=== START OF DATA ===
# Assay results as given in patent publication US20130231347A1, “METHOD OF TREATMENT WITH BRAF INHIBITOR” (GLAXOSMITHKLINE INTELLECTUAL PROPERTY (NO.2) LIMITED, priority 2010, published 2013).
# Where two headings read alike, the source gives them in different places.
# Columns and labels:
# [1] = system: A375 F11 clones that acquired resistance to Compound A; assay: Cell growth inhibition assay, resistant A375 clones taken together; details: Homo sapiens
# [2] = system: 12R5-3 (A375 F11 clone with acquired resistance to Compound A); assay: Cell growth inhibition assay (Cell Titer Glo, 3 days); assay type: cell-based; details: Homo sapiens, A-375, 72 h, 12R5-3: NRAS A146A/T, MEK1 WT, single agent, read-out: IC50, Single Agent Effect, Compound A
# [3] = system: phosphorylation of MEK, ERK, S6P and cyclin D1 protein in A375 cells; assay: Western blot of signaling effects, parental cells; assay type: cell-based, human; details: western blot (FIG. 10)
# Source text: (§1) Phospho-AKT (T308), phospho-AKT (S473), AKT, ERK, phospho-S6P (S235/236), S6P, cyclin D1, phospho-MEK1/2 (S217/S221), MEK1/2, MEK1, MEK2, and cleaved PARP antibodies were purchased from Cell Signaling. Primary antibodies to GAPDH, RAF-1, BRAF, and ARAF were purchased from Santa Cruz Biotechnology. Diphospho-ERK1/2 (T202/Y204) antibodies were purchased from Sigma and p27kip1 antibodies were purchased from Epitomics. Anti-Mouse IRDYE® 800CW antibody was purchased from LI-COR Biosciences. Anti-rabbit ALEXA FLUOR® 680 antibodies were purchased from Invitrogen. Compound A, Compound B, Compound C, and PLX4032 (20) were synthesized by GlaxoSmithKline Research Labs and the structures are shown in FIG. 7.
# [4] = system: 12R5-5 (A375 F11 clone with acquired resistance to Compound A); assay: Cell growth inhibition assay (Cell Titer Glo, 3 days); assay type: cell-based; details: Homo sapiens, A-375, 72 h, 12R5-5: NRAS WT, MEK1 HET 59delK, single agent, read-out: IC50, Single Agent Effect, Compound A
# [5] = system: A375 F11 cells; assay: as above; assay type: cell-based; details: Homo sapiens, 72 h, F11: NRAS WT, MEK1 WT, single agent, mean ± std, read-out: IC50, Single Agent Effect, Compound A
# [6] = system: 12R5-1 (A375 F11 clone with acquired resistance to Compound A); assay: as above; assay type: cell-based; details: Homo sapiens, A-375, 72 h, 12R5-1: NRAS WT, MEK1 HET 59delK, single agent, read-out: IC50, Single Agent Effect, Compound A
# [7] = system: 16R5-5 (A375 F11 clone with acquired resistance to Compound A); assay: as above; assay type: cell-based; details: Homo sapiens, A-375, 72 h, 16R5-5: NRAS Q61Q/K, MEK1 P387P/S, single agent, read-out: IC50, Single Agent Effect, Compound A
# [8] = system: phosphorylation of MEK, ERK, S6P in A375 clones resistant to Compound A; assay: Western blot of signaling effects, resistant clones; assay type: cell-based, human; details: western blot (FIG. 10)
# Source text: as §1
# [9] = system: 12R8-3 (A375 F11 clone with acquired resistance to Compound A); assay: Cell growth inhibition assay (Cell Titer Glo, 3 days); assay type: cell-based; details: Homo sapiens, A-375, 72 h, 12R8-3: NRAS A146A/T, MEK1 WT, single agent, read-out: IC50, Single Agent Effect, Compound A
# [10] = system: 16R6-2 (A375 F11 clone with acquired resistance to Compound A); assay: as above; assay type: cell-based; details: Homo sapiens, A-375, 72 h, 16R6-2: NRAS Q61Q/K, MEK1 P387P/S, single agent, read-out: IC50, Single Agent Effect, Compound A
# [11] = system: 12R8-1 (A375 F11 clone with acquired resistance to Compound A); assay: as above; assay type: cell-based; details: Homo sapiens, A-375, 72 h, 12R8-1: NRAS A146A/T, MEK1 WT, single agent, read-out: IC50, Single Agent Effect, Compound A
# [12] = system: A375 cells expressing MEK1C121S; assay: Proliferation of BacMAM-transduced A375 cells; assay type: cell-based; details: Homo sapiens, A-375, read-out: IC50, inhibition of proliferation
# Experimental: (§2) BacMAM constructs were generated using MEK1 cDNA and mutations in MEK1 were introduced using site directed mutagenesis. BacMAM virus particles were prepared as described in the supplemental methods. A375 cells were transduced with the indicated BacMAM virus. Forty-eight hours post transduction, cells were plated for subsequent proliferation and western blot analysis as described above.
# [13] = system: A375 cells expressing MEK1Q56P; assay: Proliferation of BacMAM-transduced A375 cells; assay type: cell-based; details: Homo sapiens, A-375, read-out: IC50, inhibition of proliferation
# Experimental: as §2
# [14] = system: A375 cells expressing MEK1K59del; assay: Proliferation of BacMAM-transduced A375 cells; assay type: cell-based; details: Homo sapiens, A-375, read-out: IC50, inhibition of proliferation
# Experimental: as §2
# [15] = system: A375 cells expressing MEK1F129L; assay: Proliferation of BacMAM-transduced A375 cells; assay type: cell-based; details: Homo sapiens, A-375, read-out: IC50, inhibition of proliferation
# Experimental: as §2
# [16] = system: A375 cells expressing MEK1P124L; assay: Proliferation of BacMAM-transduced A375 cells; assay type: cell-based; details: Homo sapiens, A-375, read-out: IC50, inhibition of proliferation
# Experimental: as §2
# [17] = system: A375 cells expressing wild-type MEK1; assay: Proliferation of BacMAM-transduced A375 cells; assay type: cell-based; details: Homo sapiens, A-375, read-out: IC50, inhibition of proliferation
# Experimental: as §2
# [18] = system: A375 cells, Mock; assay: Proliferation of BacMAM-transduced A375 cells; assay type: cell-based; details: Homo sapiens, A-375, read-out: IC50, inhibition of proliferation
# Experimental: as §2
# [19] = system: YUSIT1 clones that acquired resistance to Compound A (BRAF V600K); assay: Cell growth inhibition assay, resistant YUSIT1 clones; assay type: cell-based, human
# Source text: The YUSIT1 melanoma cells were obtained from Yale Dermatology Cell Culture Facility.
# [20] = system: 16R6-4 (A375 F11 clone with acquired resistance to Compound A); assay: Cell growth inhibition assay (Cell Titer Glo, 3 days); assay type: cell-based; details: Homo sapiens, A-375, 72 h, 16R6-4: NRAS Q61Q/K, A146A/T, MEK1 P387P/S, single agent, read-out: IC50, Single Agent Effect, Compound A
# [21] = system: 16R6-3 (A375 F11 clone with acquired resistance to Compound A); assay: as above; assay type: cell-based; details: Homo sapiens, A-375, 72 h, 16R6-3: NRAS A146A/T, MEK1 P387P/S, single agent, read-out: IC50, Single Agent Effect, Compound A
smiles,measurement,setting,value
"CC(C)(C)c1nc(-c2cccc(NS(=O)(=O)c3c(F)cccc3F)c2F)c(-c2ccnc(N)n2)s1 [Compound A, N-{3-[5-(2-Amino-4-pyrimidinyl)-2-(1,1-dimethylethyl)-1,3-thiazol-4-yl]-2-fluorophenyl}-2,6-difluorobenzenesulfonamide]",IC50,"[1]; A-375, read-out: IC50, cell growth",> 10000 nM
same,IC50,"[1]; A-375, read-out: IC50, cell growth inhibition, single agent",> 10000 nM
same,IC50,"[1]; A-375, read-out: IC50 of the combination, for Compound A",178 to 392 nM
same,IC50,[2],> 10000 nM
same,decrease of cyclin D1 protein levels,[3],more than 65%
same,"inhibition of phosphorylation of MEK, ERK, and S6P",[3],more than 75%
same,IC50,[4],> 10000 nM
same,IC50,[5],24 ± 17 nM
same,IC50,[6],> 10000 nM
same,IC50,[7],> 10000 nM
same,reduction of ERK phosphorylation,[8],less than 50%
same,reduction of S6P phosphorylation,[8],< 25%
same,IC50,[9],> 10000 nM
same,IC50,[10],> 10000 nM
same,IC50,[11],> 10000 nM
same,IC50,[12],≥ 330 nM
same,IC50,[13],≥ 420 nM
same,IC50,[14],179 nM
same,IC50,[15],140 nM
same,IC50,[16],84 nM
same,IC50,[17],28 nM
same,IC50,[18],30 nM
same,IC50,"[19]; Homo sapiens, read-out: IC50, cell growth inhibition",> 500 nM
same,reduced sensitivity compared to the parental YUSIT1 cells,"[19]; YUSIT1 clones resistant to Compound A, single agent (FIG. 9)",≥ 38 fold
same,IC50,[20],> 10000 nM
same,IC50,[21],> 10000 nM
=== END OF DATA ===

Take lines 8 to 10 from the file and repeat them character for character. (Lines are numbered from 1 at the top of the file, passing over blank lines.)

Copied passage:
# [4] = system: 12R5-5 (A375 F11 clone with acquired resistance to Compound A); assay: Cell growth inhibition assay (Cell Titer Glo, 3 days); assay type: cell-based; details: Homo sapiens, A-375, 72 h, 12R5-5: NRAS WT, MEK1 HET 59delK, single agent, read-out: IC50, Single Agent Effect, Compound A
# [5] = system: A375 F11 cells; assay: as above; assay type: cell-based; details: Homo sapiens, 72 h, F11: NRAS WT, MEK1 WT, single agent, mean ± std, read-out: IC50, Single Agent Effect, Compound A
# [6] = system: 12R5-1 (A375 F11 clone with acquired resistance to Compound A); assay: as above; assay type: cell-based; details: Homo sapiens, A-375, 72 h, 12R5-1: NRAS WT, MEK1 HET 59delK, single agent, read-out: IC50, Single Agent Effect, Compound A